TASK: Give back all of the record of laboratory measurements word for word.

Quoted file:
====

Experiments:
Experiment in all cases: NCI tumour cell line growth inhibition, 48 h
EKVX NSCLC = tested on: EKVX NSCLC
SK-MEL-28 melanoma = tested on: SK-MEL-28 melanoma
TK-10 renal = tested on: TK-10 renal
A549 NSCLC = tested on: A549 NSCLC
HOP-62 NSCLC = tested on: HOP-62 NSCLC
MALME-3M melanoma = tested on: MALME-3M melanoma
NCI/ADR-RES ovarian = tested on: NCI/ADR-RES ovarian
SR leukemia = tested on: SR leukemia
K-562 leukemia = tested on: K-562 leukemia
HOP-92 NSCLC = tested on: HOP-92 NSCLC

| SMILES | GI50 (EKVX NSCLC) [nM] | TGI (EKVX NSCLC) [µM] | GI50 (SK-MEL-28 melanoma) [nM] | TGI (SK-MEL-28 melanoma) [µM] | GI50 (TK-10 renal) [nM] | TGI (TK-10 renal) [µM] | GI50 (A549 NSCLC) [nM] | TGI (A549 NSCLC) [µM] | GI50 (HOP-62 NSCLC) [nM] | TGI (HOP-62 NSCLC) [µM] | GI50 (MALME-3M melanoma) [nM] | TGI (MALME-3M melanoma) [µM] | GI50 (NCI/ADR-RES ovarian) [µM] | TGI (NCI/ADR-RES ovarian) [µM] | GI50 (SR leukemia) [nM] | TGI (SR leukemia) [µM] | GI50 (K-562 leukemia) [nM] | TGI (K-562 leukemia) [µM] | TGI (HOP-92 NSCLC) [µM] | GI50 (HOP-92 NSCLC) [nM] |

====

Experiments:
Experiment in all cases: NCI tumour cell line growth inhibition, 48 h
EKVX NSCLC = tested on: EKVX NSCLC
SK-MEL-28 melanoma = tested on: SK-MEL-28 melanoma
TK-10 renal = tested on: TK-10 renal
A549 NSCLC = tested on: A549 NSCLC
HOP-62 NSCLC = tested on: HOP-62 NSCLC
MALME-3M melanoma = tested on: MALME-3M melanoma
NCI/ADR-RES ovarian = tested on: NCI/ADR-RES ovarian
SR leukemia = tested on: SR leukemia
K-562 leukemia = tested on: K-562 leukemia
HOP-92 NSCLC = tested on: HOP-92 NSCLC

| SMILES | GI50 (EKVX NSCLC) [nM] | TGI (EKVX NSCLC) [µM] | GI50 (SK-MEL-28 melanoma) [nM] | TGI (SK-MEL-28 melanoma) [µM] | GI50 (TK-10 renal) [nM] | TGI (TK-10 renal) [µM] | GI50 (A549 NSCLC) [nM] | TGI (A549 NSCLC) [µM] | GI50 (HOP-62 NSCLC) [nM] | TGI (HOP-62 NSCLC) [µM] | GI50 (MALME-3M melanoma) [nM] | TGI (MALME-3M melanoma) [µM] | GI50 (NCI/ADR-RES ovarian) [µM] | TGI (NCI/ADR-RES ovarian) [µM] | GI50 (SR leukemia) [nM] | TGI (SR leukemia) [µM] | GI50 (K-562 leukemia) [nM] | TGI (K-562 leukemia) [µM] | TGI (HOP-92 NSCLC) [µM] | GI50 (HOP-92 NSCLC) [nM] |